Families go to tree farms and markets in search of the perfect tree. Then excitedly taking it home to decorate with their own ornaments and homemade decorations. Singing carols and drinking hot chocolate and eating cookies while we with put up our trees is a popular family custom.
Decorating and lighting Christmas trees spark our Christmas spirit and give us that warm and fuzzy feeling. Giving us that special dose of Christmas cheer and goodwill!
Christmas Tree traditions around the world
Greenland has their trees imported because it is too cold there for them to grow their own trees.
In Britain the Norway Spruce is the traditional Christmas tree. It is a species that is native to Britain.
The parents secretly decorate the Christmas trees in Germany. On Christmas Eve it is revealed to their children and family festivities begin. Then they celebrate with treats of cookies and oranges and sweets.
A small percentage of Chinese people celebrate Christmas and they mainly use artificial trees.
In Japan Christmas is a secular holiday for the love of their children. They decorate their homes with paper ornaments, small toys and origami.
Trees are too expensive ito purchase n the Philippines. This makes making your own tree a matter of necessity. Beginning by making their tree by using bamboo sticks. And then covering the sticks in brightly colored rice paper.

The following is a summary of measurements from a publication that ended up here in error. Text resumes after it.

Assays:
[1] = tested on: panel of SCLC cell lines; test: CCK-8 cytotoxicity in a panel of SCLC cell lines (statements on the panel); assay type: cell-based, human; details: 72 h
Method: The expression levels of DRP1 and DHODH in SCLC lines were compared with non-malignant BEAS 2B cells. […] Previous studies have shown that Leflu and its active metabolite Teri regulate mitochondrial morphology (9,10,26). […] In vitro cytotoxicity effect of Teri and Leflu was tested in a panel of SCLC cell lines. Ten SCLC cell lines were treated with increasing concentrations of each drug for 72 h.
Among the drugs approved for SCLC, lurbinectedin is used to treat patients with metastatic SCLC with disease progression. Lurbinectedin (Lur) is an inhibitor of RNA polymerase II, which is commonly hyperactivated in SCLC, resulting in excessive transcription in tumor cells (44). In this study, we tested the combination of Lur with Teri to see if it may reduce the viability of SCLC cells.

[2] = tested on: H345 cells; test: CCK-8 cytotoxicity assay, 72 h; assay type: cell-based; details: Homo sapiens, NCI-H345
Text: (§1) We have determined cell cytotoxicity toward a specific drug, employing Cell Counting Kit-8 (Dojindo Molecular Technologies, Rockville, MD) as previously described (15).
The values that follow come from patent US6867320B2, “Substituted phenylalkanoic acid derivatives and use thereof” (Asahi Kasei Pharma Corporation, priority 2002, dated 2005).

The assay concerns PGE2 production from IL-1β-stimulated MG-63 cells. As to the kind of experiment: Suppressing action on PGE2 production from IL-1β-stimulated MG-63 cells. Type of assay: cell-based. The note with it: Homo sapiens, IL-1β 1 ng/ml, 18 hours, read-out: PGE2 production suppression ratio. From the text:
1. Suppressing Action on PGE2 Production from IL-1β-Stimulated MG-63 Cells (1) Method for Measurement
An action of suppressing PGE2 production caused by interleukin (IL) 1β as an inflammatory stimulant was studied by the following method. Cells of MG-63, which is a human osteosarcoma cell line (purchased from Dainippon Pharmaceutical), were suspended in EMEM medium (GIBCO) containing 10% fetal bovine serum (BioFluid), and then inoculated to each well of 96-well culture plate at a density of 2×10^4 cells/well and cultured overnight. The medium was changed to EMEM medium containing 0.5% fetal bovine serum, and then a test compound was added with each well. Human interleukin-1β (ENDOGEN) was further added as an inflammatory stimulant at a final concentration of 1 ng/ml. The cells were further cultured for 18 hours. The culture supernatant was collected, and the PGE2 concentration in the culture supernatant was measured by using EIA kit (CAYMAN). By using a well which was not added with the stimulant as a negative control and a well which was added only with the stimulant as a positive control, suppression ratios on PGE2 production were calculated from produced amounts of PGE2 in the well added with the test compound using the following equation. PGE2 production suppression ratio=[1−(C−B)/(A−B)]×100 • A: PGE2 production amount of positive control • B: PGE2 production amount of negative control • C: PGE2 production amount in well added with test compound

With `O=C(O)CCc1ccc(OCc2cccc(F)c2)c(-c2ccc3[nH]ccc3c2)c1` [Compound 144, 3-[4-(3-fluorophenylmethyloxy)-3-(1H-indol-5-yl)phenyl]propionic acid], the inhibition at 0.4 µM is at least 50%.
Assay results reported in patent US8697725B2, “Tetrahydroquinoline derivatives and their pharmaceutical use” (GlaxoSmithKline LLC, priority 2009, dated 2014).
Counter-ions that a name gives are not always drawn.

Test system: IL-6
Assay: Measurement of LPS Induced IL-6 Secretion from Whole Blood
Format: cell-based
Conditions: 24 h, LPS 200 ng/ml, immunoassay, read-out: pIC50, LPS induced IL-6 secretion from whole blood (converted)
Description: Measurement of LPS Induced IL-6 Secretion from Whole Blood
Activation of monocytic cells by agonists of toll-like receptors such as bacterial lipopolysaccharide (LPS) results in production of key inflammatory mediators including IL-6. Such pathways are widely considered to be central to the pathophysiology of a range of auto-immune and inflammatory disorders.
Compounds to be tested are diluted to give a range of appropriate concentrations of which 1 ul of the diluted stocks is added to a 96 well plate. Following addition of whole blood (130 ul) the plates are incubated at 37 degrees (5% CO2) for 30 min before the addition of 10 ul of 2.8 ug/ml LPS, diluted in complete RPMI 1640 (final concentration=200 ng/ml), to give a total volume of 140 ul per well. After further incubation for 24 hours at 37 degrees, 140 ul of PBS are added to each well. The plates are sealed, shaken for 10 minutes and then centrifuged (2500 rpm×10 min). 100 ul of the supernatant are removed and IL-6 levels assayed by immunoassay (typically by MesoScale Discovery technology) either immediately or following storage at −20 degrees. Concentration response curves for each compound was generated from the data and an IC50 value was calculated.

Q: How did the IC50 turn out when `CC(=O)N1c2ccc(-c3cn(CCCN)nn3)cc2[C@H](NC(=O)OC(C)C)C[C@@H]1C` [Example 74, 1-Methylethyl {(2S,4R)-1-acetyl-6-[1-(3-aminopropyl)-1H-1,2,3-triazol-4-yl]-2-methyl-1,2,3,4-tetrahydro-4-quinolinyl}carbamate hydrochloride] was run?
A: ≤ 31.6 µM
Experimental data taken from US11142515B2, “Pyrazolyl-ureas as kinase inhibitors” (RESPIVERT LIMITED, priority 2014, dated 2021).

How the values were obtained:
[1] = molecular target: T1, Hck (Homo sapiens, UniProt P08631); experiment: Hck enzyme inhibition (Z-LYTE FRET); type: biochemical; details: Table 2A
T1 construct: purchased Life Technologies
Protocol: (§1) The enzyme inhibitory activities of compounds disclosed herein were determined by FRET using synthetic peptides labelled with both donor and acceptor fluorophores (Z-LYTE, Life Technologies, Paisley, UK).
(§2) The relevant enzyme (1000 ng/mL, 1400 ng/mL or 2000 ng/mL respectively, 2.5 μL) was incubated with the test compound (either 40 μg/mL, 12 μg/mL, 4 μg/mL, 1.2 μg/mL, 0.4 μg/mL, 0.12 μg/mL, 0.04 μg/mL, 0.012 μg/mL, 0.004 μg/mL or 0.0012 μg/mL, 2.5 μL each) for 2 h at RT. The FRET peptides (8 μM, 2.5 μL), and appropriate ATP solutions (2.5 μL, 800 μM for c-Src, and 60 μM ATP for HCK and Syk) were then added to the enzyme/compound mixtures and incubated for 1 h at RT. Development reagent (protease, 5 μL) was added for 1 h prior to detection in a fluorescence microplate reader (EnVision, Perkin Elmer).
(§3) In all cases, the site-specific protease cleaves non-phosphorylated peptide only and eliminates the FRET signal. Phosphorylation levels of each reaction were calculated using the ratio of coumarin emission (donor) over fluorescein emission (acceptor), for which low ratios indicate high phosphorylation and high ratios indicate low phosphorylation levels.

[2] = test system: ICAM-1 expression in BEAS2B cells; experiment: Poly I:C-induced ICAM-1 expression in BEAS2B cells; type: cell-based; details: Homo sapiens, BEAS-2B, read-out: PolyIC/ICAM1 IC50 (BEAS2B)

In Norway, the trees are also decorated by the parents while the children anxiously wait to see it. When it is revealed to them the family joins hands to form a circle around it while singing Christmas songs.
Christmas Tree Farms
In the 1930’s all of the Christmas trees came from native tree stands. Trees were chopped down at random and brought home to decorate. Because of the masses of people chopping down the trees it caused great concern among political leaders. Forests were being clear cut all in the name of Christmas. The native trees were being depleted.
With the demand for the Christmas trees at an all time high it was clear that it was not possible to continue to allow this practice to continue for the sake of Christmas.
To supply the demand for Christmas trees, tree farms were established across the country. Growing trees specifically for the Christmas season.
There are now over 74,000 tree farms in America. Collectively growing over 350 million trees in the United States each year alone.
Tree farms grow pine, spruce and fir trees for the Christmas season. Mostly for the Christmas tree itself, but also for garlands and wreaths
The most popular height for a Christmas tree is between 6 to 7 feet tall and it takes about 7 years for a tree to grow to this height. Each year more are planted, leaving us with an unlimited supply.
Christmas Tree Production
The United States sells approximately 25 to 30 million Christmas trees each year. Canada’s top three producers of Christmas trees are are the provinces of Quebec, Nova Scotia and Ontario.
The people that are employed directly related to Christmas tree production now surpasses 100,00 people. This number includes both full time and part time employees.
Tree faming is another multi million dollar industry that is directly related to the Christmas season.
Lessons from a Christmas Tree
Share your gifts
Bring Joy to others
Be a light in the darkness
We all fall over some times
You were born to sparkle..
Even if your garland is a little droopy
It’s okay to be a little tilted !~Jane Lee Logan